And the blessings came rolling in.  

After reviewing what had happened, a judge dismissed Ho’s case. She didn’t think he belonged in the system, and recognized that he was not in his right mind and just reacting off of emotions. 

“She felt I had a bright future and that it was an honest mistake,” said Ho. “They dropped all the charges.” 

Ho was also signed to his first production company. He was also able to afford his first loft, in Downtown LA on 6th and Main. And he was landing bigger-than-ever gigs, directing videos with Chris Brown, Usher, Rick Ross, Jordan Sparks, and others. He even did the “Fast and Furious 7” music video. 

And the Chris Brown Video he directed was nominated for Video of the Year at the BET Soul Train Awards in 2014. 

Since he’s half Latino, Ho also had the desire to start working in the Latin market. He connected with Jessy Terrero, a producer he had looked up to and respected immensely in the business. Terrero helped open the door to other opportunities that included Ho directing videos with Jennifer Lopez, Bad Bunny, and Nicki Minaj. 

In 2019, he won Univision’s Premio Lo Nuestro Video of the Year award with the song “Mi Cama Remix” by Karol G, J Balvin, and Nicky Jam; and he was also nominated for Video of the Year in the same category for a Sofia Reyes’ video he directed called “1,2,3,” featuring Jason Derulo and De La Ghetto. 

In November, 2019, Ho’s directing work on Nicki Minaj’s “Megatron” was also recognized, winning Best Hip Hop video at the MTV EMAs. 

Now Ho is focused on the future, and making the transition to directing for film and TV. He has developed a TV show with Jamie Foxx, whom he has known for the past 7 years, and they’re currently pitching it to networks. 

When asked what makes his directing so unique, Ho boiled it down to a signature movement that he has mastered over the years…

“People mistake it for a camera shake, but it’s more about precision,” said Ho. “I move to the music. I dance with it. It stems from my training. Before I started doing this, I was working with companies in the military and I’ve gone through extensive training with rifles and pistols. You’ll never be able to imitate my movement, because I move my camera the way I move my gun…”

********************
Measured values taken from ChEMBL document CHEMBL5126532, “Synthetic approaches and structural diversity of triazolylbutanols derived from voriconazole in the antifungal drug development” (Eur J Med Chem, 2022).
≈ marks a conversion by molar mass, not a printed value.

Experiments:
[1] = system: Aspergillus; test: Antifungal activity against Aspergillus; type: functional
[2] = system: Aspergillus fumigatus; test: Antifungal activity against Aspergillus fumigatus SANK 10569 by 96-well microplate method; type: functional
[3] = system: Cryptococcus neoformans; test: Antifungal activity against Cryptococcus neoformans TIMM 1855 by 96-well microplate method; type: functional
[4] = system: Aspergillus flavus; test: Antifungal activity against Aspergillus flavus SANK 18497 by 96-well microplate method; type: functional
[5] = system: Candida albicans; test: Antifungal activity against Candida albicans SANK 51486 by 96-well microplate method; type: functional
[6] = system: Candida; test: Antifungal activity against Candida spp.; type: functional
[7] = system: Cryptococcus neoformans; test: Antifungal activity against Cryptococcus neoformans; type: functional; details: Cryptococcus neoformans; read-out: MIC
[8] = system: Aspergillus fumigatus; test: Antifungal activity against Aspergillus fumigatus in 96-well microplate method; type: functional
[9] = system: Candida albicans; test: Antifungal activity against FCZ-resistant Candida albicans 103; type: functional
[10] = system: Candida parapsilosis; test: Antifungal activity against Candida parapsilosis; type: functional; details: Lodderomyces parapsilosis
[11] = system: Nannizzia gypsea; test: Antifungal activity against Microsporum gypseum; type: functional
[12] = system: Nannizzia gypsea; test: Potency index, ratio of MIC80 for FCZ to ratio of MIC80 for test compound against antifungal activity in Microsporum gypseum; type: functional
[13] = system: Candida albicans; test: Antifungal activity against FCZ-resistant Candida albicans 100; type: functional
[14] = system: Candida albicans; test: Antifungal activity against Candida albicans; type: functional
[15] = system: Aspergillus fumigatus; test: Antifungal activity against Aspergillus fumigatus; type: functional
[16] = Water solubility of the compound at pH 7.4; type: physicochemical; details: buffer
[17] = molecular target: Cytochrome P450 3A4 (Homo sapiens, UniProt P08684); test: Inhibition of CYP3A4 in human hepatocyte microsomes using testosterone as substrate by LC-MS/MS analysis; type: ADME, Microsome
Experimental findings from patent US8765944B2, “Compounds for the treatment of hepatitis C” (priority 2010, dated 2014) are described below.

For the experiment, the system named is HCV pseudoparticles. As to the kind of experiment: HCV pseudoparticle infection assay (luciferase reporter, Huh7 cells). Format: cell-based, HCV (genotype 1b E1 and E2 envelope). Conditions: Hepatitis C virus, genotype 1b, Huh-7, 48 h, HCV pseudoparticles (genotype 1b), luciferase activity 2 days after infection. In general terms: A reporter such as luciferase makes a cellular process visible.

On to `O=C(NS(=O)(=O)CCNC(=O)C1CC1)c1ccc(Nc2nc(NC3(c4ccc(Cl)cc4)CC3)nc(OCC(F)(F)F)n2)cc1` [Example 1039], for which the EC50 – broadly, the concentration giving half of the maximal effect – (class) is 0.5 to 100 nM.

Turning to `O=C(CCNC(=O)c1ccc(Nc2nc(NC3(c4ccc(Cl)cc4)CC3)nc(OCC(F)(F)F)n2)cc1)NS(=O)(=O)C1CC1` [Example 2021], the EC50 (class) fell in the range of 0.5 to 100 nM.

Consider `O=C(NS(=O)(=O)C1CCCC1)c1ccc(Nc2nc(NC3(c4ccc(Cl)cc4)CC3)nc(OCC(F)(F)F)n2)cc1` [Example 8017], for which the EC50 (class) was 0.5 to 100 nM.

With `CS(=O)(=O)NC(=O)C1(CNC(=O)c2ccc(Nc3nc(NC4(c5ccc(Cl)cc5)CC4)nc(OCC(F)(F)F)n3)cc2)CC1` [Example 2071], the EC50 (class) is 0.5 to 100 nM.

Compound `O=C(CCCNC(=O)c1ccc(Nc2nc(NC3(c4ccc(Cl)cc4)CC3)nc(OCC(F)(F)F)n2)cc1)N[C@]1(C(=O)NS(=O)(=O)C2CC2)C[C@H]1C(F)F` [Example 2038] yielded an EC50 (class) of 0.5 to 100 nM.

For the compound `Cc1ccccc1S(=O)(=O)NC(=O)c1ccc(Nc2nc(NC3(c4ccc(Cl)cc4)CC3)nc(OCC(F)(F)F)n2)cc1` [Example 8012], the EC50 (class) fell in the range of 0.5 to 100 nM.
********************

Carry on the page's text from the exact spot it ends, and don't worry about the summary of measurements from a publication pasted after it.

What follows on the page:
Prior to wanting to be a Photographer and Director, Ho had had his sights set on going into the military. His dad was a marine, and his grandfather had been involved with the military surrounding the Vietnam War. Ho’s intention was to be a part of Special Forces.

But apparently, that wasn’t in the cards. However, Ho still keeps that passion alive by integrating part of it into his work.  

“My style is very militant in my work and the way I work,” said Ho.  

Mike Ho currently lives in Los Angeles with his wife, Cynthia Chavez, who is a model, along with their two children: Elijah (2) and Trinity, who is a newborn. 


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Rhoda Shapiro
Rhoda Shapiro
Rhoda Shapiro is the winner of a 2022 Golden Quill Award for her Education journalism. She works as a journalist and media consultant in the Bay Area. She has written for both the Tri-City Voice and the Mercury News, and is the founder of Chi Media Company, which works mostly with nonprofit organizations and educational entities to elevate their marketing and communication platforms. Rhoda is also the author of “Fierce Woman: Wake up your Badass Self” and “Magic Within: Womb-Centered Wisdom to Realize the Power of Your Sacred Feminine Self.” Her YouTube channel features practices in yoga, meditation, and women’s empowerment. Rhoda is The Milpitas Beat’s Founder and Editor-in-Chief.